Sasquatch Phonetic Alphabet
and Transcription Standard
by R. Scott Nelson
The Sasquatch Phonetic Alphabet (
The existence of the Sasquatch Being is hereby assumed, since any creature must exist before his language. Any argument for the existence of Sasquatch or his language should be given outside of this standard and outside any transcription endeavor that uses this standard. Transcripts should stand alone as tools for the language researcher; whereas
The purpose of this is to standardize all future transcription of suspected Sasquatch Language and to facilitate comparison of language articulations by future researchers; the ultimate goal being the recovery of Sasquatch Language.
Sasquatch Language is spoken approximately twice as fast as any known language in most analyzed recordings, therefore it must be slowed down to be transcribed accurately. 50% of real-time will be the standard; transcription at any other speed will be noted, e.g. (75%). Real-time will be noted as (rt). Tape-time hacks will be given as minute:second.1/100thsecond, e.g. 17:23.54.
Since this is an unknown language, transcribed for the first time, the grammar and syntax of it, likewise, cannot be known. Therefore, to differentiate between small and capital letters is useless and misleading. Sasquatch articulations will be transcribed using capital letters, human voices are to be transcribed by the standards of the language that is spoken (proper English, Russian, etc.). This eases reading of the transcripts when human and Sasquatch voices are mixed or alternating. Since words cannot be known, and only suspected in cognates, Sasquatch utterances will be given as individual morphemes (or syllables). An umlaut (Ä) is used rather than a macron (-) to avoid confusion with the English use of the same symbol.
Small letters within parenthesis will be used, in accordance with military transcription standards, to abbreviate specific notes, e.g. (2-3m) to mean (two or three words or morphemes are missing or inaudible here). Untranscribable vocalizations such as grunts or screams will be noted with capital letters within parenthesis, e.g. (G) or (SC). An abbreviation key follows the phonetics key.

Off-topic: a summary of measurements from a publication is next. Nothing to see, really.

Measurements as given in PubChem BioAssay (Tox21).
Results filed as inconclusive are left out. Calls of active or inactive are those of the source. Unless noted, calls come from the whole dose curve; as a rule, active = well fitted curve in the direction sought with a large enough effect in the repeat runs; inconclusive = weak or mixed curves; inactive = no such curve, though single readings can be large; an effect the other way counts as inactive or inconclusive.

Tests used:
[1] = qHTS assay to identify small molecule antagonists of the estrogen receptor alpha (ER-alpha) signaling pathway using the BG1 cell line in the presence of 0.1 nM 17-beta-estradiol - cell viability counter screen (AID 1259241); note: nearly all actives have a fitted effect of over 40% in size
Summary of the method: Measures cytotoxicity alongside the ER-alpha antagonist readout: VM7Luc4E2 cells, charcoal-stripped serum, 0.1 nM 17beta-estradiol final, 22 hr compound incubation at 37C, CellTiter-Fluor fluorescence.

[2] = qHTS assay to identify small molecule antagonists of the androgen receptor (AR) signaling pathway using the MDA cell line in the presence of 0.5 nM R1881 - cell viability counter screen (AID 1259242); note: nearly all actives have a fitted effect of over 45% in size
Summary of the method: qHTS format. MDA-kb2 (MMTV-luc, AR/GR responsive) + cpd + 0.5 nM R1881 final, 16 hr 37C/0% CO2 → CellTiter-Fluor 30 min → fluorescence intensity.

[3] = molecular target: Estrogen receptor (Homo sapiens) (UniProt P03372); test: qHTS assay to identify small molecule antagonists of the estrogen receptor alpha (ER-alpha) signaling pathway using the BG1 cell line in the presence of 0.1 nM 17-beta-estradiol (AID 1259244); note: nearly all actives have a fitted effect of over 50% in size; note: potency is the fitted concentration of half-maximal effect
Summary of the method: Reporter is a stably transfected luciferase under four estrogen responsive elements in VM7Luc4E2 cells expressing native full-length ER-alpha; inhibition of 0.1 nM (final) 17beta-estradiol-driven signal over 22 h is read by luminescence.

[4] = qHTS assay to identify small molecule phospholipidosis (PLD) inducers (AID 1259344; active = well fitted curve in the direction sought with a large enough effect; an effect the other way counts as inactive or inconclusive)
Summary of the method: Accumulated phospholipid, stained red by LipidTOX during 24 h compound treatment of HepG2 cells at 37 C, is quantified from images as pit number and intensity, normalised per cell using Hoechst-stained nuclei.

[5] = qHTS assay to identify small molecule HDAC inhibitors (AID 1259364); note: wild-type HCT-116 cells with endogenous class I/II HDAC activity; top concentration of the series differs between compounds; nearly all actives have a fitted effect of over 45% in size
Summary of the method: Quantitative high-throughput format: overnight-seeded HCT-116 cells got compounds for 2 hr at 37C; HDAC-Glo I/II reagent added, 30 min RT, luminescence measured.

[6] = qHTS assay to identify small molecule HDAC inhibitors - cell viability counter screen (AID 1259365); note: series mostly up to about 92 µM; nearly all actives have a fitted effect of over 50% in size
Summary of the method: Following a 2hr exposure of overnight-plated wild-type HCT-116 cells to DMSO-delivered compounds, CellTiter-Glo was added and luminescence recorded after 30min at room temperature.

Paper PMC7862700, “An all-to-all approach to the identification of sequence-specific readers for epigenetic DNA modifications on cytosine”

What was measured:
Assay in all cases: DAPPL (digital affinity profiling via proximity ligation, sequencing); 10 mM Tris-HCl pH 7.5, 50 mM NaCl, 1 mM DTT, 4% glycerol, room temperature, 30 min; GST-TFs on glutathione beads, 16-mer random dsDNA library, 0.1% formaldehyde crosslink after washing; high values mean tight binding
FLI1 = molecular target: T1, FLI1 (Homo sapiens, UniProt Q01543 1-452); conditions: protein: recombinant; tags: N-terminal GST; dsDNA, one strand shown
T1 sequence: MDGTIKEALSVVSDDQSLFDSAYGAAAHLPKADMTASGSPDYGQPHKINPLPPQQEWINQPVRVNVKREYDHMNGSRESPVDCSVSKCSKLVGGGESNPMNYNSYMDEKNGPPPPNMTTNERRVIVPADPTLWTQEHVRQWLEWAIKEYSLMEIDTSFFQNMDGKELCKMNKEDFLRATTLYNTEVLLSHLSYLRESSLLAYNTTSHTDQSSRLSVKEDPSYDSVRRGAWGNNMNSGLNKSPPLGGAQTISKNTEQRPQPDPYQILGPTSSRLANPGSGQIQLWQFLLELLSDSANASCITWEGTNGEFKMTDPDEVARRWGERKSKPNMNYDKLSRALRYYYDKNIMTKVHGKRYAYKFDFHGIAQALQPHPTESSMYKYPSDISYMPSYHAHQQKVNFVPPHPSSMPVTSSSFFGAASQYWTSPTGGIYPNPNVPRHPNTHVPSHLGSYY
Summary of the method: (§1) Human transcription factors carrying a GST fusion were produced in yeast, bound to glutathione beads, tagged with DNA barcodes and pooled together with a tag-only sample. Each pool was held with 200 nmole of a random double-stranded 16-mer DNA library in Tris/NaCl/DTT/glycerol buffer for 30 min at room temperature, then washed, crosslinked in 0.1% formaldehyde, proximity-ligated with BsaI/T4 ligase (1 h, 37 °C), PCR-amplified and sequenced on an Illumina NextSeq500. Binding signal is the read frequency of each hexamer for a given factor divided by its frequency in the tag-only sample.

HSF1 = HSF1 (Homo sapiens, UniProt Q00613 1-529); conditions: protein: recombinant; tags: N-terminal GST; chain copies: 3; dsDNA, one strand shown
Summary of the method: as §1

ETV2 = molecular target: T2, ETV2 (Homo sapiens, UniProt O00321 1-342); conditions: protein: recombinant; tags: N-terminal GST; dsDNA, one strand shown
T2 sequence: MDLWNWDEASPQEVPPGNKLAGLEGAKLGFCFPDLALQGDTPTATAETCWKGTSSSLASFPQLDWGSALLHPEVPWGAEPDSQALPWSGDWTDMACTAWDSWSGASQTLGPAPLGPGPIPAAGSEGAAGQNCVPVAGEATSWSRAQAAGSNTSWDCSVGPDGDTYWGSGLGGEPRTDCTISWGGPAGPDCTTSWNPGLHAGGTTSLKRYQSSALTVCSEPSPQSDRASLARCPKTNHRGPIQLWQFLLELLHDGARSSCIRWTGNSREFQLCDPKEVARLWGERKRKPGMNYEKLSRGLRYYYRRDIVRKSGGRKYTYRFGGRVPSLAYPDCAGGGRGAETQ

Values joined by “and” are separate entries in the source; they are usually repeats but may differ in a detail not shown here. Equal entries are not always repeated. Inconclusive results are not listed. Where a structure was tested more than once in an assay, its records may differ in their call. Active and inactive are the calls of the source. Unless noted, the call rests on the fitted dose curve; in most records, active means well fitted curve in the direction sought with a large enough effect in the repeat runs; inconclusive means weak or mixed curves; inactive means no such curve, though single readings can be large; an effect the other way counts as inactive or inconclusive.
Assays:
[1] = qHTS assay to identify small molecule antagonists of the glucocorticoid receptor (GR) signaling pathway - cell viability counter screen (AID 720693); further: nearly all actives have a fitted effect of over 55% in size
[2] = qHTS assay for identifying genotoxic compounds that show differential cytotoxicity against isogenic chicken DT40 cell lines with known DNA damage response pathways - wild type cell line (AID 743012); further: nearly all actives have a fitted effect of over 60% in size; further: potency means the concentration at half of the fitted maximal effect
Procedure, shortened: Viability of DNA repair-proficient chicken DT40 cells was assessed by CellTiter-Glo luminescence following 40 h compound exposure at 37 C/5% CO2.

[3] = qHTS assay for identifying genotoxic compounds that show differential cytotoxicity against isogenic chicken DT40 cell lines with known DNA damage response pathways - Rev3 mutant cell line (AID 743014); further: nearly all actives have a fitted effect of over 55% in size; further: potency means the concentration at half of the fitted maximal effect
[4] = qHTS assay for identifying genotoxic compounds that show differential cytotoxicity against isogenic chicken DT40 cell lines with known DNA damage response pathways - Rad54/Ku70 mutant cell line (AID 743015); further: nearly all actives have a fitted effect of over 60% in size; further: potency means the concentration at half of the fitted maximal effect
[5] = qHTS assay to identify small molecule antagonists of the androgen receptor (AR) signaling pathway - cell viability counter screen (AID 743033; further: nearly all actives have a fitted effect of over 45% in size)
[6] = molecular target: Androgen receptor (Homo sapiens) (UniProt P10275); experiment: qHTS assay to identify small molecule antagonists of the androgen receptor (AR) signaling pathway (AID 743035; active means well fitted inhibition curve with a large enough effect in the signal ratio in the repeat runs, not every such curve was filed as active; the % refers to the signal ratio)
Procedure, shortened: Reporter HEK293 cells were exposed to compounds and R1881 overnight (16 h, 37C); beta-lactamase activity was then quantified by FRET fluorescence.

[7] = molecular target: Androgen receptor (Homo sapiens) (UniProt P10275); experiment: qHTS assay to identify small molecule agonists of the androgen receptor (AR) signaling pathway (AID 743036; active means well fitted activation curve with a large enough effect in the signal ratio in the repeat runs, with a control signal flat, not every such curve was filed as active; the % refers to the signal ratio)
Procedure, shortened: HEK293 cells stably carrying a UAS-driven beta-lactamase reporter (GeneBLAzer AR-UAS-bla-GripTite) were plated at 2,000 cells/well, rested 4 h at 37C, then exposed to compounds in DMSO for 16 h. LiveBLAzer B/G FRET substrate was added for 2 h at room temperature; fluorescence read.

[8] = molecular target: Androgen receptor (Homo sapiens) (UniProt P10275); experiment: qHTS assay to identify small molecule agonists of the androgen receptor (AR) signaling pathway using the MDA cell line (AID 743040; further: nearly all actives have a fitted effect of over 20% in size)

Any document using this alphabet should be labeled (
Use in first-hand witness accounts:
This alphabet is not intended to be used solely for the transcription of recorded language, but will be highly useful in first-hand witness accounts of Sasquatch phenomena where the witness perceived spoken language. Researchers, when documenting witness accounts, should endeavor to transcribe each Sasquatch utterance as accurately as possible using this alphabet. As a valuable aid to the language researcher, several questions should be asked of the witness to correlate with the utterances of the Sasquatch Being:
What was occurring at the moment of each specific utterance?
How many Sasquatch Beings do you believe were present; how many were speaking?
Did you feel that the Sasquatch Beings were speaking to each other or to you (the witness)?
What do you think the Being was trying to communicate?
What do you feel was the emotional state of the Being (for each specific utterance)?
Was there interrogative inflection in the utterance (did it sound like a question)?
Was there imperative or command inflection in the utterance (did it sound like the Being was telling you or another Sasquatch to do or not do something)?